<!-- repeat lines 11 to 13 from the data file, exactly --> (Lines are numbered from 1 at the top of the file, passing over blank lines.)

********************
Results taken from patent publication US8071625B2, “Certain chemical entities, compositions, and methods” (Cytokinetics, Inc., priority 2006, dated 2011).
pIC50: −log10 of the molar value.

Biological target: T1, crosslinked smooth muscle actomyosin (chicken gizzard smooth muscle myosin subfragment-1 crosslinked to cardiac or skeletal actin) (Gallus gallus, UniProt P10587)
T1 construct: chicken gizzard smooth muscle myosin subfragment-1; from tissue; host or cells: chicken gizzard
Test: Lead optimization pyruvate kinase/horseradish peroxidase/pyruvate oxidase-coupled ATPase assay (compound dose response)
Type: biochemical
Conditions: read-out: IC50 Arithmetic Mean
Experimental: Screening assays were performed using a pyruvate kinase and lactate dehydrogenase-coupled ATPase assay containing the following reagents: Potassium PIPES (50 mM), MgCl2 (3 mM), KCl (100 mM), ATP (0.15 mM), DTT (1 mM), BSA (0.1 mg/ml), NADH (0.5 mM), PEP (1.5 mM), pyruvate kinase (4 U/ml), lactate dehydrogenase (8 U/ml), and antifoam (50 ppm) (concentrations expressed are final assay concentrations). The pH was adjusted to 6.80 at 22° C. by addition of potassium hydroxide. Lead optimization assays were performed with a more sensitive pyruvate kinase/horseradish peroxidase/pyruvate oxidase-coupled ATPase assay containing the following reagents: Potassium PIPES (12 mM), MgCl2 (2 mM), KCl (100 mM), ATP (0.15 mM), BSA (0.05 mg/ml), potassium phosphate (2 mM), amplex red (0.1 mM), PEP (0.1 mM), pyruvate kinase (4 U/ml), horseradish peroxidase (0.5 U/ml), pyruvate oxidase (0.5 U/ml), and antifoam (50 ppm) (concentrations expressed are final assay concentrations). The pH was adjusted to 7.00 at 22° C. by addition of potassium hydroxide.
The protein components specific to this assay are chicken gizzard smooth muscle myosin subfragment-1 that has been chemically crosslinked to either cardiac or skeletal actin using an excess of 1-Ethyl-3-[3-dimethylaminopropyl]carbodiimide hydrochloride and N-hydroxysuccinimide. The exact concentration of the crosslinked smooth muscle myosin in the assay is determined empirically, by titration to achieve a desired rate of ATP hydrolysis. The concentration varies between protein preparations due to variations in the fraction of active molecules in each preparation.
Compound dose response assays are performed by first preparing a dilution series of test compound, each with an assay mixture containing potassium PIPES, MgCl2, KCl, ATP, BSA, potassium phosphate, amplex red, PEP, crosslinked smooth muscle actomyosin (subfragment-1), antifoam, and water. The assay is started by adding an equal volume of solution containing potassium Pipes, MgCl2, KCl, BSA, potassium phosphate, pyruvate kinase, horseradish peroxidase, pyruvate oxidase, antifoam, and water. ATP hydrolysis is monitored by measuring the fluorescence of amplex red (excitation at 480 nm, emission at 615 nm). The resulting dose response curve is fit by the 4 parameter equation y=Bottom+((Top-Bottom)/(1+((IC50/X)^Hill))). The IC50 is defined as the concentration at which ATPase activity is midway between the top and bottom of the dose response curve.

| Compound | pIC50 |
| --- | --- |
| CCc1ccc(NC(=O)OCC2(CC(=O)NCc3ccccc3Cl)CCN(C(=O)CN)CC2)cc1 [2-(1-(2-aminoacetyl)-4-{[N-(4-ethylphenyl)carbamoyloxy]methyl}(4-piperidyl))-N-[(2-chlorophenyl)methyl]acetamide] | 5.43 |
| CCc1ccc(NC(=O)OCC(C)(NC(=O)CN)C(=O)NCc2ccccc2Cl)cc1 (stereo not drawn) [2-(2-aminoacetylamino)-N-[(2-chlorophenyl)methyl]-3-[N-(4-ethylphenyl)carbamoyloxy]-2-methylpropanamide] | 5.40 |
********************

| Compound | pIC50 |
| --- | --- |
| CCc1ccc(NC(=O)OCC2(CC(=O)NCc3ccccc3Cl)CCN(C(=O)CN)CC2)cc1 [2-(1-(2-aminoacetyl)-4-{[N-(4-ethylphenyl)carbamoyloxy]methyl}(4-piperidyl))-N-[(2-chlorophenyl)methyl]acetamide] | 5.43 |